Citigroup Credit Card Portal Breach Compromises 200,000 Customers
Approximately 200,000 customers had their credit card details compromised after hackers breached Citi Account Online back in May.
Cyber-attackers have breached financial giant Citigroup's Web portal and gained access to customer credit card information. The company said the most sensitive information remained safe.
The perpetrators broke into Citi Account Online and viewed customer names, account numbers and some contact information such as email addresses, Citigroup said in a statement June 9. Social Security numbers, birth dates, card expiration dates and the security codes generally found on the back of the credit cards were not compromised as they are stored elsewhere.
Citi Account Online is a Web portal which maintains basic customer information.
Even though Citibank issues more than 150 million cards globally, Citigroup claimed the breach was localized to only North American customers. About 1 percent of its 21 million credit card customers in North America, or 200,000 customers, were compromised, according to Citigroup.
While 200,000 sounds "kind of small" when compared to what happened in recent breaches, such Sony's 100 million, the number of records compromised is "not the important thing here," Anup Ghosh, founder and chief scientist of Invincea told eWEEK. "It's the loss of faith in the institution's ability to protect us," Ghosh said.
Financial institutions are "principal" targets for cyber-criminals, according to Brendan Hannigan, CEO of Q1 Labs. "Security trust means more than just making sure you're in compliance with regulations," Hannigan told eWEEK.
Citi discovered the hacking incidents in early May during routine monitoring, according to The Financial Times, which broke the story June 9. Citigroup likely had spent the time trying to "quantify what was touched and what had happened," Ghosh said.
Citi is getting in touch with affected customers and will be establishing "enhanced procedures" to prevent future intrusions, said Sean Kevelighan, a spokesman for Citi's North America Consumer Banking division. Law enforcement officials have also been notified.
"For the security of these customers, we are not disclosing further details," Kevelighan said, declining to elaborate on how the attack occurred.
The Financial Times reported that several card customers originally found out when their credit card transactions were denied. Several people said their debit cards were compromised, according to the news story.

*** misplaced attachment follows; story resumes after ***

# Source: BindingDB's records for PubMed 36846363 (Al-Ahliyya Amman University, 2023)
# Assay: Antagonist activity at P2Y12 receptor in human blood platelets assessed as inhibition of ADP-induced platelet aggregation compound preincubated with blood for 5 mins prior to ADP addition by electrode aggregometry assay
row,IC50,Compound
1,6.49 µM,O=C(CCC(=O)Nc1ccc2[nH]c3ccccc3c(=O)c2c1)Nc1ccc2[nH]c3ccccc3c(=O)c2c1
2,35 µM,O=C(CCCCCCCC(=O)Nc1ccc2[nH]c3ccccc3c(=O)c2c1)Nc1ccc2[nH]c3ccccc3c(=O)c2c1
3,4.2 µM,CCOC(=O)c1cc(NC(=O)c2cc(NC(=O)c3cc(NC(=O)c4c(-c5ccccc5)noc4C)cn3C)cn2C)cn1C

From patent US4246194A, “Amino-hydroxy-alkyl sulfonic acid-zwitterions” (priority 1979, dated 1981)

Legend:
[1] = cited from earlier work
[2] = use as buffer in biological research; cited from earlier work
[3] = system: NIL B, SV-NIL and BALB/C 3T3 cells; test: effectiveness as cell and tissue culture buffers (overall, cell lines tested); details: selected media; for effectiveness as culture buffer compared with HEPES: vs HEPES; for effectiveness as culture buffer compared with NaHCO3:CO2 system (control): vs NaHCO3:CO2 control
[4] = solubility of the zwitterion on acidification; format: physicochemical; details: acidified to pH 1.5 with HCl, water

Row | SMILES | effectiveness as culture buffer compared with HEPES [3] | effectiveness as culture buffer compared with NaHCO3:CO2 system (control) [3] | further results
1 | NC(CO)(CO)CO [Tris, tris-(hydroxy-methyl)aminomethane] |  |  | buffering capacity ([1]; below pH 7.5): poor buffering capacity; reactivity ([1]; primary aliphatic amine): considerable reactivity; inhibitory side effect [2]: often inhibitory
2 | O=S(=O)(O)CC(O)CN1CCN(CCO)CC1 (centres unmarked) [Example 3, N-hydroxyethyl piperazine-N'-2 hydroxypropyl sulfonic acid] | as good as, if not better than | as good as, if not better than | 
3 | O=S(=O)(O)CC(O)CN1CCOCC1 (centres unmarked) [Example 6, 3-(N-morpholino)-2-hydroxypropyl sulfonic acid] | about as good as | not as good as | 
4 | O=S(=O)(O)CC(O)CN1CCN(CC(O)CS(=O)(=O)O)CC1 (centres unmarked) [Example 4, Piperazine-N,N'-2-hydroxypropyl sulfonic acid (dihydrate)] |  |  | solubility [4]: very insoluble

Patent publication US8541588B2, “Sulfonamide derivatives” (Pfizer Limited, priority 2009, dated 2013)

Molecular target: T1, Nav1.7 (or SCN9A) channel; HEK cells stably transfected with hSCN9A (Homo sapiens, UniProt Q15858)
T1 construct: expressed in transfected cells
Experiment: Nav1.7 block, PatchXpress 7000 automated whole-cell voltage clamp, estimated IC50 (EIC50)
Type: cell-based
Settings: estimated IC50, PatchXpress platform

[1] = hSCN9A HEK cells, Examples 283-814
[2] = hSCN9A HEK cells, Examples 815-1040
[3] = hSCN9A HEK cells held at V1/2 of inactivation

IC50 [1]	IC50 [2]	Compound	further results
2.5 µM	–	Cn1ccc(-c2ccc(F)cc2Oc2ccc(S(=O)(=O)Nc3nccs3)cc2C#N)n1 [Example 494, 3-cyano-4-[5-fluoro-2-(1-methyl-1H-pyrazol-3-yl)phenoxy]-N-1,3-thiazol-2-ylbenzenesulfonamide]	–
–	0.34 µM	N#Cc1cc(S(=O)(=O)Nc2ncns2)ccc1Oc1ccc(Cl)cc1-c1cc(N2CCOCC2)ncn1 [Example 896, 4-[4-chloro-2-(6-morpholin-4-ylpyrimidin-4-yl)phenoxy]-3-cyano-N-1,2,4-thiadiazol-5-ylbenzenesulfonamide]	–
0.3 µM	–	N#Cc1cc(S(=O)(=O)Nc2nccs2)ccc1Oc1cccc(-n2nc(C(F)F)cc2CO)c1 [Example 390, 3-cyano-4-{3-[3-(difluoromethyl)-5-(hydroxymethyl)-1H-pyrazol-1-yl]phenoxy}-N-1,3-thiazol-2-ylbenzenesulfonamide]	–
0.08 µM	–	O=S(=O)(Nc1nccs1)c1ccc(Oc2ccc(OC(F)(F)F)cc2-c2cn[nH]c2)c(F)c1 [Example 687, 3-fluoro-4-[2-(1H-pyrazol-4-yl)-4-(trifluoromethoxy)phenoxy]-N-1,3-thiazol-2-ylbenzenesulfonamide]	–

"For the actual breach to happen at a bank is a very big deal," Avivah Litan, an analyst with Gartner Research, told the Financial Times.
Citigroup global enterprise payments head Paul Galant, who previously ran the bank's credit card unit, told Reuters in April that security breaches are a fact of life for financial institutions. However, companies need to be "thinking like hackers do," Mark Hatton, president and CEO of Core Security, told eWEEK, noting that deploying defensive technologies and hoping they keep the bad guys out is "clearly not working."
Businesse are relying on defense mechanisms that were "developed in the last century" and have not changed since then, while attackers are creating new threats and "evolving every day," said Ghosh.
Even though the stolen information is incomplete, there's enough for scammers to use it in a phishing attack to trick victims in revealing more sensitive pieces, Ghosh said. This is not a problem that can be fixed by training, since even if users are taught not to click on links from unknown senders, it's not reasonable to expect them to differentiate spear phishing attacks where the sender is trusted, such as their bank or employer, according to Ghosh.
Phishing can also be done over the phone, with the caller pretending to be from the institution trying to verify security details, as happened shortly after the data breach in Texas back in March.
Customers should be leery of any communications, email or phone calls purporting to be from financial institutions, according to Chester Wisniewski, senior security adviser at Sophos. Instead of clicking on the links in the email to get to the financial institution's Web page or calling the phone number provided, customers should follow up by directly calling the phone numbers published on the credit cards or on the statements, Wisniewski said.